AUGUSTA — U.S. Department of Veterans Affairs Secretary Robert McDonald told a group of veterans’ advocates Thursday in Augusta that his department has worked to shorten wait times and reduce delays that have plagued the department in recent years.

The secretary, a former CEO of Procter & Gamble, gave a keynote address at the Maine Military and Community Network conference and highlighted several changes to the way the department operates.

“We want to be the best customer service organization in the federal government,” McDonald said during his first official visit to Maine since his July 2014 confirmation. “I made the commitment to transform the VA into a world-class, customer-focused, veterans-centered enterprise.”

McDonald said the department, which was mired in a scandal about access to care and lengthy wait times before he was confirmed, now completes 97 percent of appointments within 30 days, 92 percent within 14 days and 86 percent within seven days. The department completed 5 million more appointments during the past fiscal year compared to the previous one; and nationally, the average wait time is five days to see a primary care doctor, six days to see a specialist and two days to see a mental health provider.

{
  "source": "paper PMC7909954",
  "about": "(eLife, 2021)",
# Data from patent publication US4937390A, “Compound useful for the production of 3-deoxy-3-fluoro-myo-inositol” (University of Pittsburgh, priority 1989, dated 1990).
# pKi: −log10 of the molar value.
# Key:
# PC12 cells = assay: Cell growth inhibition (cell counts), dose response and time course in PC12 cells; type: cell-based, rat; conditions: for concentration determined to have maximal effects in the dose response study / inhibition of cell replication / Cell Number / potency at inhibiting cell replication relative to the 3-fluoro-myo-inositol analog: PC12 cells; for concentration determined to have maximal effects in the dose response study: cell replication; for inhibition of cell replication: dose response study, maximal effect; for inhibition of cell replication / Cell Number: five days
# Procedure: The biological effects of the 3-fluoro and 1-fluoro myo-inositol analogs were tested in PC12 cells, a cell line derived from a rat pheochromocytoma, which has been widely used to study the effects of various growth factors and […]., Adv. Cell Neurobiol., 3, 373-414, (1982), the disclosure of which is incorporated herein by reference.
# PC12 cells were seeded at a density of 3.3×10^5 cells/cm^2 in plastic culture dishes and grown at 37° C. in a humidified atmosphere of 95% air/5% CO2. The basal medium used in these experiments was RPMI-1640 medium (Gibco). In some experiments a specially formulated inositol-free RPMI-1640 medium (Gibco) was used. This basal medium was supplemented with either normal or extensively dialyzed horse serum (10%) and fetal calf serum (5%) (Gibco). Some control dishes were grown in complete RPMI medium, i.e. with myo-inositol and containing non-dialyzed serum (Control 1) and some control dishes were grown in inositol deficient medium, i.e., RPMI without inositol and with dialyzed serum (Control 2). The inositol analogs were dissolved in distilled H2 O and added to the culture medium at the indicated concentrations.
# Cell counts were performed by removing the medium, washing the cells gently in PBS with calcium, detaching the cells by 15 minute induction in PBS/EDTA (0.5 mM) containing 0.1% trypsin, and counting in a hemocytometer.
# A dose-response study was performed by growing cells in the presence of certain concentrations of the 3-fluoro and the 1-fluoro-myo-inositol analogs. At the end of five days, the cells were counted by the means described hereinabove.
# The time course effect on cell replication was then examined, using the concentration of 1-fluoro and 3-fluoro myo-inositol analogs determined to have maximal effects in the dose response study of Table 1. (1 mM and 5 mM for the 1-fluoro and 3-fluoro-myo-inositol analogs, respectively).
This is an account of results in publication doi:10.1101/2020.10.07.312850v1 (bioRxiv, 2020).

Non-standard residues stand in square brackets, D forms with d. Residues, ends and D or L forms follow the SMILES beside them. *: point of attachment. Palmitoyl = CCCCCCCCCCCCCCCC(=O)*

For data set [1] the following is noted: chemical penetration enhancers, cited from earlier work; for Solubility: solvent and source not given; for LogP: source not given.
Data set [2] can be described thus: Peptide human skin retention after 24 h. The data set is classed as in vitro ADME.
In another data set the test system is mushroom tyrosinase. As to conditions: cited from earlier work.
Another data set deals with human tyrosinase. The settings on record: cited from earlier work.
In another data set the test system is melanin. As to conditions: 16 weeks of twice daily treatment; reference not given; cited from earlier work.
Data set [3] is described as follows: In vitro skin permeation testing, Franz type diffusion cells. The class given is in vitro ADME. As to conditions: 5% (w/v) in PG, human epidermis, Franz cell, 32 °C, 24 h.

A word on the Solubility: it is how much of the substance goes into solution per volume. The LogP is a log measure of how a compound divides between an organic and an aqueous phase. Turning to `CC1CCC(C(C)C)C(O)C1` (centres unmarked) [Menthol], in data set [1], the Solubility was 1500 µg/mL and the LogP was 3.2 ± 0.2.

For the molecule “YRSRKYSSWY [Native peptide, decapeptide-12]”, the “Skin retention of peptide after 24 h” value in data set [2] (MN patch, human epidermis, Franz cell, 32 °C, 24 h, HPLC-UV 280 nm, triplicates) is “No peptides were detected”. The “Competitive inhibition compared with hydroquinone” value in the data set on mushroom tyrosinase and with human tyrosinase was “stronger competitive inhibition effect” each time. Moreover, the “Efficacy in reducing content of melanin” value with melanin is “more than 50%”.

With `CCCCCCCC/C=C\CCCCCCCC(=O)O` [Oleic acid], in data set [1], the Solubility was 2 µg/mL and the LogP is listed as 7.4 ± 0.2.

“We’re on track and are making progress, but we still have work to do,” McDonald said. He talked at length about improvements to the veteran experience, including changes to the VA’s website and phone number, making it a “one-stop shop for information rather than asking veterans to navigate a complicated system.”

At VA Maine Healthcare Systems-Togus, just east of Augusta, the director said earlier this month that 99 percent of veterans who seek care in Maine are getting appointments within 30 days and that Togus has hired nearly 200 employees in the last two years to improve services.

McDonald’s remarks were preceded by comments from Maine’s congressional delegation, whom he called “strong leaders in Washington, D.C., for veterans.”

Sens. Susan Collins, R-Maine, and independent Angus King; and Reps. Chellie Pingree, D-1st District, who sent a video message to the conference, and Bruce Poliquin, R-2nd District, who attended, all said the state is committed to doing everything it can to help veterans.

King said the technological improvements are important because they make it easier for veterans to communicate with the department. Access and transportation, King said, continue to be the biggest problems in Maine, but the department is making strides to improve those areas too.

“(Secretary McDonald) is taking the VA into at least the 20th, and maybe, the 21st century,” King said after his remarks. “It’s about utilizing the technology, especially in rural states like ours.”

A new mobile app, which McDonald said would be launched by the end of the year, will allow veterans to make, reschedule and cancel appointments without having to call someone or leave the house.